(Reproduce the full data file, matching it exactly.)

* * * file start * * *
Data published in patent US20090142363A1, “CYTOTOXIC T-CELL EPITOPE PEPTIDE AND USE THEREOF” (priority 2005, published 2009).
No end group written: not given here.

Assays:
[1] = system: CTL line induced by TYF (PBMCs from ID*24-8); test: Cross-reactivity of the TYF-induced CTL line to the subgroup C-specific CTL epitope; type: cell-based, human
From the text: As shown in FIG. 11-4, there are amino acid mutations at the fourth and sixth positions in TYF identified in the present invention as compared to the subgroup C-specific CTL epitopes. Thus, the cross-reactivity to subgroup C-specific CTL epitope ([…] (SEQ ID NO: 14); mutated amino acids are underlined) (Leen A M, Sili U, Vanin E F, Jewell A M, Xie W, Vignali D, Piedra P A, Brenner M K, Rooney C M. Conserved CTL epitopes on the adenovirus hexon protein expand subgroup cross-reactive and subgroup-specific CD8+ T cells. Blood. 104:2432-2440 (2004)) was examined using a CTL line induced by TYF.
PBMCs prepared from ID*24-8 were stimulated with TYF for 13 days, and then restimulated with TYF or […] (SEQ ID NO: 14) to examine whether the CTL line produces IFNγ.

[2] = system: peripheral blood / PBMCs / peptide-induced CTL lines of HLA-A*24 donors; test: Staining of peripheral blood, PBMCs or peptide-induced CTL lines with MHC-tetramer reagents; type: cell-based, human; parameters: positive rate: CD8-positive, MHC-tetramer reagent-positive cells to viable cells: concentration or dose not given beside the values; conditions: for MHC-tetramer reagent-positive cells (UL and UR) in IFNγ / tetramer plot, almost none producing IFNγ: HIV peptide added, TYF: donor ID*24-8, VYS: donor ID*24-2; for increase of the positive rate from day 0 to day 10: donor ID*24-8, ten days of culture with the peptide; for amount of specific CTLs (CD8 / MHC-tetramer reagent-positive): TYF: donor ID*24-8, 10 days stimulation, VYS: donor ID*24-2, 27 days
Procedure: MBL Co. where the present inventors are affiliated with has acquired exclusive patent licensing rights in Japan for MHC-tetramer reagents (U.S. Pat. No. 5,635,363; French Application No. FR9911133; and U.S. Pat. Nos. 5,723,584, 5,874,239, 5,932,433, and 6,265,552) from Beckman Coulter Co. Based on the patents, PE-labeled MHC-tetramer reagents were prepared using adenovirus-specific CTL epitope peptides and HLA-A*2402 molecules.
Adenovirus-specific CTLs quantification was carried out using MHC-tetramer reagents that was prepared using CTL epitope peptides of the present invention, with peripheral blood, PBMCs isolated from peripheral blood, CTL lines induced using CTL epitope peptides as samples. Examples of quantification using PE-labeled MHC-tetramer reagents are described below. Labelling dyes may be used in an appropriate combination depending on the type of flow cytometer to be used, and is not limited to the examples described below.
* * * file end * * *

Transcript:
Data published in patent US20090142363A1, “CYTOTOXIC T-CELL EPITOPE PEPTIDE AND USE THEREOF” (priority 2005, published 2009).
No end group written: not given here.

Assays:
[1] = system: CTL line induced by TYF (PBMCs from ID*24-8); test: Cross-reactivity of the TYF-induced CTL line to the subgroup C-specific CTL epitope; type: cell-based, human
From the text: As shown in FIG. 11-4, there are amino acid mutations at the fourth and sixth positions in TYF identified in the present invention as compared to the subgroup C-specific CTL epitopes. Thus, the cross-reactivity to subgroup C-specific CTL epitope ([…] (SEQ ID NO: 14); mutated amino acids are underlined) (Leen A M, Sili U, Vanin E F, Jewell A M, Xie W, Vignali D, Piedra P A, Brenner M K, Rooney C M. Conserved CTL epitopes on the adenovirus hexon protein expand subgroup cross-reactive and subgroup-specific CD8+ T cells. Blood. 104:2432-2440 (2004)) was examined using a CTL line induced by TYF.
PBMCs prepared from ID*24-8 were stimulated with TYF for 13 days, and then restimulated with TYF or […] (SEQ ID NO: 14) to examine whether the CTL line produces IFNγ.

[2] = system: peripheral blood / PBMCs / peptide-induced CTL lines of HLA-A*24 donors; test: Staining of peripheral blood, PBMCs or peptide-induced CTL lines with MHC-tetramer reagents; type: cell-based, human; parameters: positive rate: CD8-positive, MHC-tetramer reagent-positive cells to viable cells: concentration or dose not given beside the values; conditions: for MHC-tetramer reagent-positive cells (UL and UR) in IFNγ / tetramer plot, almost none producing IFNγ: HIV peptide added, TYF: donor ID*24-8, VYS: donor ID*24-2; for increase of the positive rate from day 0 to day 10: donor ID*24-8, ten days of culture with the peptide; for amount of specific CTLs (CD8 / MHC-tetramer reagent-positive): TYF: donor ID*24-8, 10 days stimulation, VYS: donor ID*24-2, 27 days
Procedure: MBL Co. where the present inventors are affiliated with has acquired exclusive patent licensing rights in Japan for MHC-tetramer reagents (U.S. Pat. No. 5,635,363; French Application No. FR9911133; and U.S. Pat. Nos. 5,723,584, 5,874,239, 5,932,433, and 6,265,552) from Beckman Coulter Co. Based on the patents, PE-labeled MHC-tetramer reagents were prepared using adenovirus-specific CTL epitope peptides and HLA-A*2402 molecules.
Adenovirus-specific CTLs quantification was carried out using MHC-tetramer reagents that was prepared using CTL epitope peptides of the present invention, with peripheral blood, PBMCs isolated from peripheral blood, CTL lines induced using CTL epitope peptides as samples. Examples of quantification using PE-labeled MHC-tetramer reagents are described below. Labelling dyes may be used in an appropriate combination depending on the type of flow cytometer to be used, and is not limited to the examples described below.